Among the fatalities, most of the protesters died from bullet wounds, a hospital source said, adding that about 120 protesters were wounded. At least 57 members of the security forces were injured, according to a another hospital source and a security source.
The clashes continued on Friday evening after a week of violence that erupted on Sunday when security forces fired to disperse protesters, who were trying to storm the provincial government building using rocks and Molotov cocktails.
Protesters are demanding the removal of the governor and justice for protesters who killed since 2019.
Iraq’s biggest anti-government protests in decades broke out in October 2019 and continued for several months, with hundreds of thousands of Iraqis demanding jobs, services and the removal of the ruling elite, whom they accused of corruption.
Nearly 500 people were killed, and the protests caused the resignation of Prime Minister Adel Abdul Mahdi.
Prime Minister Mustafa Al-Kadhimi, who took office in May 2020, has pledged justice for activists killed or abused by armed groups. But no prosecutions have occurred so far.
The clashes come just a week before Pope Francis visits Iraq from March 5 to 8. He is due to tour the ancient Mesopotamian site of Ur, only a few kilometers (mile) away from the clashes.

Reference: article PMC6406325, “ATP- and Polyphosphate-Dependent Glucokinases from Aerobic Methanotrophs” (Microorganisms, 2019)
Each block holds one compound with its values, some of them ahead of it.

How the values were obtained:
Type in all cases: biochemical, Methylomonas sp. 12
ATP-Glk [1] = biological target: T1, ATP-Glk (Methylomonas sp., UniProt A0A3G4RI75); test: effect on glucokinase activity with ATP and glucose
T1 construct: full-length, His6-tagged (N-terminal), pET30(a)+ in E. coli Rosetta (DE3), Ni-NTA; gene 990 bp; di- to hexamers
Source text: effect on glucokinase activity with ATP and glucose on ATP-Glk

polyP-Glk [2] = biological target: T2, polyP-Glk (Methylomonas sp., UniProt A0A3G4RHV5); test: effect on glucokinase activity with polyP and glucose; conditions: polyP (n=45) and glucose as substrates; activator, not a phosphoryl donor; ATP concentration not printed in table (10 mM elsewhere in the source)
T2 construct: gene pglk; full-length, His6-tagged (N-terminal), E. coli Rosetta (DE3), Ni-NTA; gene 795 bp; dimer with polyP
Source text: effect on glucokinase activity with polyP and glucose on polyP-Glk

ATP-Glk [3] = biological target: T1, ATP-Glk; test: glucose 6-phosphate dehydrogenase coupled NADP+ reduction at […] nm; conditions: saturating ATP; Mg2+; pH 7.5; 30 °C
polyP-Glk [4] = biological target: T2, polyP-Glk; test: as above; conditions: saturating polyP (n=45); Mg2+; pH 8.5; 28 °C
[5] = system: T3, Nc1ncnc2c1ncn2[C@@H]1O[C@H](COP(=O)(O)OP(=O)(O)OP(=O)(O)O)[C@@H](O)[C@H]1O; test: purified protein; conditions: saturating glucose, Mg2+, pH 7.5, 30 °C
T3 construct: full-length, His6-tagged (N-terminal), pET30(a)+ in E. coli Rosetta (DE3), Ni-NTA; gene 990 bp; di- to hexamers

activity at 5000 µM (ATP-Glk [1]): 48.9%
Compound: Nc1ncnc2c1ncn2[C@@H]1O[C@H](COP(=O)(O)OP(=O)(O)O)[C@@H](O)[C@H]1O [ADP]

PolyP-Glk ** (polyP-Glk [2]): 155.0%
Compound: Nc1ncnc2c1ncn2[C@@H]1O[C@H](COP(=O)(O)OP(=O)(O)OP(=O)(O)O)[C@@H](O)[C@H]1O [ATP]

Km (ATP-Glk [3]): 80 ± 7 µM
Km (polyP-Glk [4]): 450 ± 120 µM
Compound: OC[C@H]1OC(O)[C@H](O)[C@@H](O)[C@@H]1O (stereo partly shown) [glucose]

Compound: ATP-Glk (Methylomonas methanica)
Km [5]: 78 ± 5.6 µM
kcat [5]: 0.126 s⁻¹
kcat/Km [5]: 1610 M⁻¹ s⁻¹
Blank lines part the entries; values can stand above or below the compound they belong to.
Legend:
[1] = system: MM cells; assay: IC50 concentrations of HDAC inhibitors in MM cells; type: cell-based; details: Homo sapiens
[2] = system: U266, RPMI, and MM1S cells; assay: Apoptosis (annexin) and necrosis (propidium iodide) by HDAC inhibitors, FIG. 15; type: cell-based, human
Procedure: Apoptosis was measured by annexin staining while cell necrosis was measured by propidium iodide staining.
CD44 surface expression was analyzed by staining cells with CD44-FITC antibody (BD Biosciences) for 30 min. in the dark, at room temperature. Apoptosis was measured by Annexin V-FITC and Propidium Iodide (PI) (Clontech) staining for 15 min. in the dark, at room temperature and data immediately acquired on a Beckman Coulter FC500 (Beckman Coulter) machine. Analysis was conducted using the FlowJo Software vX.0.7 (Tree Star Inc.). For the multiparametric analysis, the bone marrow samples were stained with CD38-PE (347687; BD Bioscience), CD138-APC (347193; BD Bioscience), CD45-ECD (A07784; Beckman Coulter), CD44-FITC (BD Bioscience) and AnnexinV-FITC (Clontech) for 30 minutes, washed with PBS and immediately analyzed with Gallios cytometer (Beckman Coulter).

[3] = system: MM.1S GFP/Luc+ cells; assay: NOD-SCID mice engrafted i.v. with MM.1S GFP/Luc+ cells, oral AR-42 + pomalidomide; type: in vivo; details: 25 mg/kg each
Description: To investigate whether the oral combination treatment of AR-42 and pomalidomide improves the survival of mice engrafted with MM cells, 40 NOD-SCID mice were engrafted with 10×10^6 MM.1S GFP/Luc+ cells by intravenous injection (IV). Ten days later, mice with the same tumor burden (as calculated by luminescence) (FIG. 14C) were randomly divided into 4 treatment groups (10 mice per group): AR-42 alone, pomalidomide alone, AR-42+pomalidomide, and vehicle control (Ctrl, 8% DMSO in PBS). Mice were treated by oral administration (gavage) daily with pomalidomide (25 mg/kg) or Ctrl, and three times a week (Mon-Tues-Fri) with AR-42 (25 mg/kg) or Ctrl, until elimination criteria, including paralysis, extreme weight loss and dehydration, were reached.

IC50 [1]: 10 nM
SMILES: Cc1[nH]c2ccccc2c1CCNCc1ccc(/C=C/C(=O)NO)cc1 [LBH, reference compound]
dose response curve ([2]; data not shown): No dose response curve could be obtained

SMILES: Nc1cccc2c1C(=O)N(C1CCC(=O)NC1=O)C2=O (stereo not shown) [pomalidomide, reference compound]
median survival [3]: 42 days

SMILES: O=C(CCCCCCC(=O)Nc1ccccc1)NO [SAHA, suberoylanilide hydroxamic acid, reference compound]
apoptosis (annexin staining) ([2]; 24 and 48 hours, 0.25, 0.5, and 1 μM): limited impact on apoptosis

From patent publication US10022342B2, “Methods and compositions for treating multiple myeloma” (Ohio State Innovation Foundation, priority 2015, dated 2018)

UN Security Council sanctions top Houthi security official for rape and torture

Updated 26 February 2021

UN Security Council sanctions top Houthi security official for rape and torture

  • Sultan Saleh Aida Aida Zabin's acts “threaten peace of Yemen”
  • “Zabin himself directly inflicted torture in some cases,” the council said

NEW YORK: The UN Security Council has imposed sanctions on a top Houthi security official in the Yemeni city of Sanaa, citing his prominent role in intimidations, systematic arrests, detentions, torture, sexual violence “and rape against politically active women.”
A resolution adopted by a vote of 14-0, with Russia abstaining, said Sultan Saleh Aida Aida Zabin, director of the Criminal Investigation Department in Sanaa, was directly or by virtue of his authority responsible for using multiple places of detention including police stations, prisons and detention centers for human rights abuses.
“In these sites, women, including at least one minor, were forcibly disappeared, repeatedly interrogated, raped, tortured, denied timely medical treatment and subjected to forced labor,” the council said in imposing a travel ban and arms embargo. “Zabin himself directly inflicted torture in some cases.”
It added that Zabin “engaged in acts that threaten the peace, security and stability of Yemen, including violations of applicable international humanitarian law and human rights abuses in Yemen.”
Resolution 2564 strongly condemned “violations of International Humanitarian Law and International Human Rights Law, as well as human rights abuses, including those involving conflict-related sexual violence in Houthi-controlled areas and recruitment and use of children in armed conflict across Yemen, as recorded in the Panel of Experts’ final report.”
The council welcomed the formation of the new cabinet of Yemen’s government under the provisions of the Riyadh Agreement, calling “for the full implementation of the Riyadh Agreement (and) calling for the swift resumption of talks between the parties, in full engagement with UN mediation efforts.”